Plastic-free and natural chewing gum
Given all this information, you might be considering giving up the chewing gum altogether.
But if you can’t do it yet, there is a better option.
These days you can find several brands of plastic-free chewing gum online and on your high street.
Best of all, they’re not just plastic free, but often organic, vegan and free from added nasties like artificial sweeteners, flavourings, preservatives and synthetic ingredients.
Here are our favourites.
Chewsy is a bestselling, 100% biodegradable, plastic-free chewing gum that is made right here in the UK using a natural chicle gum base.
Free from sugar, artificial flavours (including aspartame), artificial flavours and preservatives, gluten free, soy-free, non-GMO and completely vegan, it’s better for the planet and for your health than regular chewing gum.
As their products are so popular, they do often sell out so make sure you grab yourself a pack whilst you can.
If you’re a fan of delicious chewing gum flavours, you’ll adore the plastic-free chewing gum that Glee Gum has to offer.
Free from artificial colours, flavours, sweeteners (including aspartame), preservatives and non-GMO, it comes in 11 mouth-watering flavours including peppermint, tangerine, cinnamon, bubble gum, spearmint, berry, lemon-lime, watermelon and wintergreen.
They even offer a ‘Make Your Own Chewing Gum Kit’ which would make an excellent gift for those creative types who love gum.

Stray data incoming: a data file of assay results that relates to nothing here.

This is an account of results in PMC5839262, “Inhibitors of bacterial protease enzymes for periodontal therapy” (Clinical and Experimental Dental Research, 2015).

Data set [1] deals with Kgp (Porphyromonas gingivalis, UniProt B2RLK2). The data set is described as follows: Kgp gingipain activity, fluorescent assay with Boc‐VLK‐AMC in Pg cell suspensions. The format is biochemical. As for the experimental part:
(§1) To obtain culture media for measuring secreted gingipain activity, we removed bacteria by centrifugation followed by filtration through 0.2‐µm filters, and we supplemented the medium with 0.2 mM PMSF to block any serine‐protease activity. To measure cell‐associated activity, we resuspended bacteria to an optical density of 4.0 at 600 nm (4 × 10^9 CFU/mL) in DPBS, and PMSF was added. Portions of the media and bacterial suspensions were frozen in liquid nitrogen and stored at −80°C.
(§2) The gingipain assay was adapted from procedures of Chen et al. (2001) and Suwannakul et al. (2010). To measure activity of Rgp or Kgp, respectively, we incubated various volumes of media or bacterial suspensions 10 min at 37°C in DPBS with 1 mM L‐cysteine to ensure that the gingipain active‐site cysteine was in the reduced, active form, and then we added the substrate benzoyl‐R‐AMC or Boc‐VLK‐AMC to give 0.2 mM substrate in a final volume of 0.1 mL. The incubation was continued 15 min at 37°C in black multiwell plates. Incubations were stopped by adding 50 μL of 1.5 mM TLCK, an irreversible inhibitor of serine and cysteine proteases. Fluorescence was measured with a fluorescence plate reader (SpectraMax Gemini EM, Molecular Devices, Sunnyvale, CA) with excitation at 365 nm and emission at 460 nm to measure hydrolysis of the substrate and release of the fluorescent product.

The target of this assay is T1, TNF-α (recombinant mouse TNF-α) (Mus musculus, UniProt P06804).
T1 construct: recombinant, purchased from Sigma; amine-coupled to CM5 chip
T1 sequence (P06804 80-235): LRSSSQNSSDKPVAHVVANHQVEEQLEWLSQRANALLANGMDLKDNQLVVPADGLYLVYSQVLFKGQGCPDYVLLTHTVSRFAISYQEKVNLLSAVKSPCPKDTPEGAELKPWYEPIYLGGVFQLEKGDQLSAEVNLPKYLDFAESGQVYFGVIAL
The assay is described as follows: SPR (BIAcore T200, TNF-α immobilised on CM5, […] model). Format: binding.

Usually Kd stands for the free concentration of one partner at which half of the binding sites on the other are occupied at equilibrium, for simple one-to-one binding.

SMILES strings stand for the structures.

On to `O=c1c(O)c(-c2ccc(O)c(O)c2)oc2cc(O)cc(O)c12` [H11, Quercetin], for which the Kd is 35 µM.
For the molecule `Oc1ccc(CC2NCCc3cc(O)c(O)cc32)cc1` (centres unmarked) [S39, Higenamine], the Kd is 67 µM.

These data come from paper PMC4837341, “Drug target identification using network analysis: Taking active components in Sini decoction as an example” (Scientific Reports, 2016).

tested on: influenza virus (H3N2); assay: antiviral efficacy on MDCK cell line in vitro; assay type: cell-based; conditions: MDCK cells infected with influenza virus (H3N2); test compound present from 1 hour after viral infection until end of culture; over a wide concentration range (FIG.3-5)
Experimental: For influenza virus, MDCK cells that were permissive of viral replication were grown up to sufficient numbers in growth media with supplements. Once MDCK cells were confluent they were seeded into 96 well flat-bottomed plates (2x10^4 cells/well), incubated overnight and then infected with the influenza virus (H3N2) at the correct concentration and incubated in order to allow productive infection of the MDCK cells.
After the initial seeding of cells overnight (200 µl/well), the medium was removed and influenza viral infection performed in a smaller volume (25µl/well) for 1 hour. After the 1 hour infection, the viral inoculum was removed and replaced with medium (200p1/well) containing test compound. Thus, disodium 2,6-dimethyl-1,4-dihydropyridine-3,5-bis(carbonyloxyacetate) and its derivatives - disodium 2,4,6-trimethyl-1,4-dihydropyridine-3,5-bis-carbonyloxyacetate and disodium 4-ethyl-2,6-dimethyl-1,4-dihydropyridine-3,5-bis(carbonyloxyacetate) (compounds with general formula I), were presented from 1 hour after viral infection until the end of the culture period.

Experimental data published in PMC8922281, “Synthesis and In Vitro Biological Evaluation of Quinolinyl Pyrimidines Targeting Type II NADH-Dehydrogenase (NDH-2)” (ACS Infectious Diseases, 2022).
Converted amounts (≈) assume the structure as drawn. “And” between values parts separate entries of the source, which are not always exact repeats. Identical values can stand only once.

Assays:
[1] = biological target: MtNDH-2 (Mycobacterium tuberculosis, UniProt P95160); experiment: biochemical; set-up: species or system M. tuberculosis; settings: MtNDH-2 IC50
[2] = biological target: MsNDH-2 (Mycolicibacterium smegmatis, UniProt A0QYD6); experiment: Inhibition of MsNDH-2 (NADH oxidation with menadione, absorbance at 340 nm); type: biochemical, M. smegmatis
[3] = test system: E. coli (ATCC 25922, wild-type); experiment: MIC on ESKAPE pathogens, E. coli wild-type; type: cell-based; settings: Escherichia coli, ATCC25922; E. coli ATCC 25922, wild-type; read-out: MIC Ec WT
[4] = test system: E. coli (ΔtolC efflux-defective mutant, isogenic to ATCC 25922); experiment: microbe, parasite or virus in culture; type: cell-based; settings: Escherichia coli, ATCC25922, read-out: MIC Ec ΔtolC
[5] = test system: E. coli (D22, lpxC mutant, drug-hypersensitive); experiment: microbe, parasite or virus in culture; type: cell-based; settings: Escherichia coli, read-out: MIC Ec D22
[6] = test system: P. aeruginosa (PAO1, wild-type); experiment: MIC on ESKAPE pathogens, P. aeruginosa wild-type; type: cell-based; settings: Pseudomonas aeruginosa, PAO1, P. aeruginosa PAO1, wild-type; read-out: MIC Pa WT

With beautiful packaging, stunning flavours and an eye on the environment, Simply Gum really stand out in the plastic-free chewing gum world.
Created using natural chicle base combined with organic raw cane sugar, organic vegetable glycerine, organic rice flour and natural flavourings, you’ll know that you’re giving your body a treat with this gum.
Their products are also free from artificial flavourings, synthetic ingredients and preservatives.
You can buy natural chewing gum by Simply Gum from your local branch of Iceland or via the Simply Gum website here.
Getting back to the roots of chewing gum, Chicza create 100% certified organic, biodegradable and sustainable chewing gum that has been harvested by living Chicozapote trees.
Containing a cleverly crafted blend of natural ingredients including evaporated cane juice, chicle, organic glucose, organic agave syrup and even organic flavours, they’re the brand that puts ethics above all else.
The flavour in the gum doesn’t last the longest time, but wouldn’t you rather have plastic-free and environmentally conscious over the alternative?
Even though regular chewing gum usually does contain plastic, there’s an ever-increasing amount of natural chewing gum available in the UK.
They taste great, they’re better for the environment and they’re often better for your body too.
Why not give them a try today?
Charlotte Witts is a writer and entrepreneur who wants to show you how easy it is to live a more conscious, zero-waste lifestyle. A confirmed yoga-addict, trail runner and ocean-lover, she currently lives in the Azores where she enjoys the simple pleasures in life.